Standard Chartered closing US$2 billion diamond unit on risk fears

Passers-by walk in front of the main branch of Standard Chartered in Hong Kong, on Jan 8, 2015.
Passers-by walk in front of the main branch of Standard Chartered in Hong Kong, on Jan 8, 2015. PHOTO: REUTERS

LONDON (BLOOMBERG) - Standard Chartered is exiting its US$2 billion (S$2.7 billion) diamond financing business because it doesn't comply with stricter lending standards set by Chief Executive Officer Bill Winters.

The unit was placed under review this year, and initially Standard Chartered was demanding more loan protection from clients in the predominantly Indian and Belgian diamond trade, such as payment insurance or 100 per cent collateral, people familiar with the moves said in March. The bank has since determined the division is no longer viable amid increased compliance reporting and regulatory capital costs.

"When we announced our new strategy, we said that we would look to exit businesses that were non-performing or that did not meet our new risk profile," Simon Kutner, a spokesman, said in a statement. "It has been concluded that continuing to provide financing to the midstream diamond and jewelry segment falls outside of the bank's tightened risk tolerances. We are working with clients to ensure a smooth exit."

During his first year in charge, Mr Winters has conducted a root-and-branch review of the embattled bank, which reported its first annual loss since 1989 after growth slowed in its main Asian markets and about US$4 billion of loans went bad. Mr Winters has put US$20 billion of risky assets up for sale, pared back commodity lending and replaced almost all of the firm's senior executives. He's also tightened conduct rules and castigated managers after discovering some were ignoring expense and outside business policies for personal gain.

Diamonds aren't a huge part of Standard Chartered's balance sheet, accounting for less than 1 per cent of its US$261 billion of loans. Yet, an 18 per cent drop in prices last year led to a raft of defaults and bankruptcies at over-extended small firms.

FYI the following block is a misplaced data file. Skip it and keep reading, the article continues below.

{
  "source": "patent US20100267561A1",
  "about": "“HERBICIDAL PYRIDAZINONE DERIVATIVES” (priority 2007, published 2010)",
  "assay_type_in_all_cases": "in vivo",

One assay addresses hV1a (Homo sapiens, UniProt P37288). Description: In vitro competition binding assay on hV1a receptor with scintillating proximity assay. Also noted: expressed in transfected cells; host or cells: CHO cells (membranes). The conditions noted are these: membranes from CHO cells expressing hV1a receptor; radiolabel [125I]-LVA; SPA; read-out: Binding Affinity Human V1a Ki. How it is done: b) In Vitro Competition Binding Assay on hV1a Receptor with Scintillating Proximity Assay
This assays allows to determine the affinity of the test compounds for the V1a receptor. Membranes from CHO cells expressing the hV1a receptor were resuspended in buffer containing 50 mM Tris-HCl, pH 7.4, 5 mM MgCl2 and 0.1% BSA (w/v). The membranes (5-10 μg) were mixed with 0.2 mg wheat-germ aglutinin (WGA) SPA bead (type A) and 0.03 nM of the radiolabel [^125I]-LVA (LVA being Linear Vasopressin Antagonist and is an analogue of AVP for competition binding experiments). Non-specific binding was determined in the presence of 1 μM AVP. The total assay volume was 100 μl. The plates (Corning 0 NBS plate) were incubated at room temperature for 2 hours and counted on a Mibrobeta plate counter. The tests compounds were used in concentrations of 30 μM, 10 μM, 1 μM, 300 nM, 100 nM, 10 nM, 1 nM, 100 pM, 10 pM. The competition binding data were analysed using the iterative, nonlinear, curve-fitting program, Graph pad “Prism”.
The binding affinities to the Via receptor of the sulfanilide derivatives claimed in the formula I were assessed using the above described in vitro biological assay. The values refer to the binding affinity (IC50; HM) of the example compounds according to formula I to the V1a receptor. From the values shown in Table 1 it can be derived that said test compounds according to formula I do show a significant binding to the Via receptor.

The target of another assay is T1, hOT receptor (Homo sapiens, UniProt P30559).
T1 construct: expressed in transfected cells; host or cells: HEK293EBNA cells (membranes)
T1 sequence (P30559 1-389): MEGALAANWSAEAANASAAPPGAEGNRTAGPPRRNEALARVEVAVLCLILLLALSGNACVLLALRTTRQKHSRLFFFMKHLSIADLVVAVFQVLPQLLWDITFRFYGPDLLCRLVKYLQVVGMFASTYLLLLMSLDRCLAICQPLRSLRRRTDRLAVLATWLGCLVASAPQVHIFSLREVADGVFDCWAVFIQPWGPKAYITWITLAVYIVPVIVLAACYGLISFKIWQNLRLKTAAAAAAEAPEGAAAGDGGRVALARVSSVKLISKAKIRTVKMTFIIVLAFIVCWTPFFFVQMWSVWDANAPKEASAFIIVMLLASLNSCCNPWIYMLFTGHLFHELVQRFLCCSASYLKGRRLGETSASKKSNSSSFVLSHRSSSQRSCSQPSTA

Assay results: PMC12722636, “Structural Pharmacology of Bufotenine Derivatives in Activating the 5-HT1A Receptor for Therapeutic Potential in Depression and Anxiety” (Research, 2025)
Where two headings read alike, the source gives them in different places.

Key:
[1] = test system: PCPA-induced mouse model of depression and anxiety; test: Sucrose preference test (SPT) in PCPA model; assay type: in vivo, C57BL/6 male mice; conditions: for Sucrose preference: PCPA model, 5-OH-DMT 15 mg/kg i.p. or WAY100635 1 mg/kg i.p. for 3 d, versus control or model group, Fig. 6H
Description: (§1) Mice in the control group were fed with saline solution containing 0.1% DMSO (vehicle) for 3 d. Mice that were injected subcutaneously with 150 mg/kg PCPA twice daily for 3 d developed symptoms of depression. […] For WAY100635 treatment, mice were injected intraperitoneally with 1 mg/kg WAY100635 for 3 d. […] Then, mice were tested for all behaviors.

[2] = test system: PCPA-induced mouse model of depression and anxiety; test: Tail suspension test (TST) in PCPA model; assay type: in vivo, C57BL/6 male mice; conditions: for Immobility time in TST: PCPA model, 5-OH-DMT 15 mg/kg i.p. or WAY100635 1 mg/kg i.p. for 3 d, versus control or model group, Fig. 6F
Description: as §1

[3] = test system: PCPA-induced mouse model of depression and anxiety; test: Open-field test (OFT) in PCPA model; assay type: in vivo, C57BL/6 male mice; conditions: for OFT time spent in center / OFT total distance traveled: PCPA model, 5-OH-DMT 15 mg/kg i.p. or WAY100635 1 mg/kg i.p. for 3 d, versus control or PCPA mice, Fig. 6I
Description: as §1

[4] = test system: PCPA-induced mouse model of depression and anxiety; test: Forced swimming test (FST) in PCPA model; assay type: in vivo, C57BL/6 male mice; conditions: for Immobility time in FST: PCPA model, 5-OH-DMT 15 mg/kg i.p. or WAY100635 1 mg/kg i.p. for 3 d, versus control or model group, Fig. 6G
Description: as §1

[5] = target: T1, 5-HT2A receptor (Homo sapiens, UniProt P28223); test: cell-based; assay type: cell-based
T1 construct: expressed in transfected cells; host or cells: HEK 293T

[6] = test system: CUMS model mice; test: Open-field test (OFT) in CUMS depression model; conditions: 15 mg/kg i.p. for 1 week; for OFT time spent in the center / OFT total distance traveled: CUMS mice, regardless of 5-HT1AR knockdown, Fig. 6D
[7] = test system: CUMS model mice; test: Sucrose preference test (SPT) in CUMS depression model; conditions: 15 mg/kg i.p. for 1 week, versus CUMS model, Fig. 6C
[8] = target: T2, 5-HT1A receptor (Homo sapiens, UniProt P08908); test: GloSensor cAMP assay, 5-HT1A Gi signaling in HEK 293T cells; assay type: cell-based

The so-called midstream segment that the bank will no longer lend to is dominated by family-run firms that cut, polish and trade stones in hubs such as Mumbai and the Belgian city of Antwerp. These firms rely on loans to fund the purchase of rough gems from miners such as De Beers. Consulting firm Bain & Co. has estimated the average cutting and polishing firm had no profit margin last year, compared with profitability of as much as 4 per cent in 2013.

With Standard Chartered's exit, diamond firms could face a credit crunch. Antwerp Diamond Bank, which accounted for about 10 per cent of the financing market at its peak, was wound down by its Belgian owner KBC Groep NV in 2014. One of the few large European financiers left, ABN Amro Bank NV, has also curbed lending.

The midstream may look to the Middle East to plug the hole. Dubai is seeking to rival Mumbai and Antwerp as diamond trading hubs, and banks there including Emirates NBD PJSC, Mashreqbank PSC, and National Bank of Fujairah PJSC have also started financing diamond cutters, polishers and traders operating on the Dubai Diamond Exchange.

JCK, a jewelry industry magazine, reported Standard Chartered's decision to close the division earlier.